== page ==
“In Wendy’s case, they took out 22 lymph nodes because they found two that were cancerous,” Brandon says. “Is there a chance to do more research to find out if there’s a way they can stop before taking all 22 of those out? Maybe they take out four, and there's a rapid test that could identify whether or not they could stop. Taking all those lymph nodes out — you can't reverse that. There are things Wendy has to deal with for the rest of her life because they ended up having to take that many. We hope we can help Dr. Ahrendt and the people in her practice learn or improve things that can help the outcomes of others.”
Ahrendt, who has been researching the issue for more than a decade, says Johnson’s case spotlights the difficulty surgeons have in deciding whether or not to remove lymph nodes during surgery for breast cancer.
“Wendy and Brandon’s donation will help facilitate the opportunity to look at our institutional practice for how we manage women who still have cancer in their lymph nodes after they complete chemotherapy,” she says. “In our tumor boards, we will discuss patients who have a very limited volume of disease in their lymph nodes after chemotherapy and try to make a consensus decision that balances managing their cancer safely with maximizing their quality of life. Can we predict the women who are going to have very low-volume disease, where doing a full lymph node dissection is unlikely to benefit them in terms of treating their cancer?”
Gratitude and helping others
The Johnsons’ gift, Ahrendt says, will fund a resident who is helping with the research, as well as data collection and statistical analysis. She is grateful for the couple’s support.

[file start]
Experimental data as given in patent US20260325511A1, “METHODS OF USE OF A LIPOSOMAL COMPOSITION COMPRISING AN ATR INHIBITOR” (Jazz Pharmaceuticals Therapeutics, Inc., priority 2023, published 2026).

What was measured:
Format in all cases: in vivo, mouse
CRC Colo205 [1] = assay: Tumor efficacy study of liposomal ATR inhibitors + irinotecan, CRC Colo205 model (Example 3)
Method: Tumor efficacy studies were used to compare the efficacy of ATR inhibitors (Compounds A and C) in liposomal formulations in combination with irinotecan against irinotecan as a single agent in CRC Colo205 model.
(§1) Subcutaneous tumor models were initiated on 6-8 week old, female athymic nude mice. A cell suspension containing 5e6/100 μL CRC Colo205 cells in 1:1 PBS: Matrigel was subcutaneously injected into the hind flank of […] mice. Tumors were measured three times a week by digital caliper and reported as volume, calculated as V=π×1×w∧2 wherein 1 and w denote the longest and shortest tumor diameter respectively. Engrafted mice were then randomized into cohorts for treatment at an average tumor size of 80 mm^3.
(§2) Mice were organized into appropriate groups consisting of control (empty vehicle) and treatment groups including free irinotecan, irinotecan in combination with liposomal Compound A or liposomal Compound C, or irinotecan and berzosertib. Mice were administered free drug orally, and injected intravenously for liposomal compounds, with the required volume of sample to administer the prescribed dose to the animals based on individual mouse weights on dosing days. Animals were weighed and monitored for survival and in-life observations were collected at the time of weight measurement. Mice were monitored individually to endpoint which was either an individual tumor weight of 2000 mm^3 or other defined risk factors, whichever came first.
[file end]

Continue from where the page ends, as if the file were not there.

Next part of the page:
“It really speaks to their generosity and altruism,” Ahrendt says. “Cancer is one of life's most challenging hurdles, and people react to it in many different ways. Some people turn inward; they don't really want to talk about it, they don't want to relive it. But in Wendy’s case, to take resources that she and her husband have and apply those toward making things better for other people is really generous. I admire their willingness to stay engaged and to be interested in advancing the field.”
For their part, Wendy and Brandon feel fortunate to have to the opportunity to help others in their situation who may not have the means to advocate for themselves or to fully explore all of the medical issues surrounding their cancer.
“We have a strong faith, and we believe that all of these resources are God's,” Wendy says. “We feel that we are temporary stewards of these resources, and part of our job is to help use them in a way that shows and shares His love with other people. This is a perfect opportunity for us to engage in that process in a way that's going to be meaningful for other people.
“To the extent that a moderate financial contribution can result in a better experience for other people, that’s an opportunity for us to engage in what we feel called to do. I am grateful every day for the incredible care I received and for the healthy, happy future ahead!”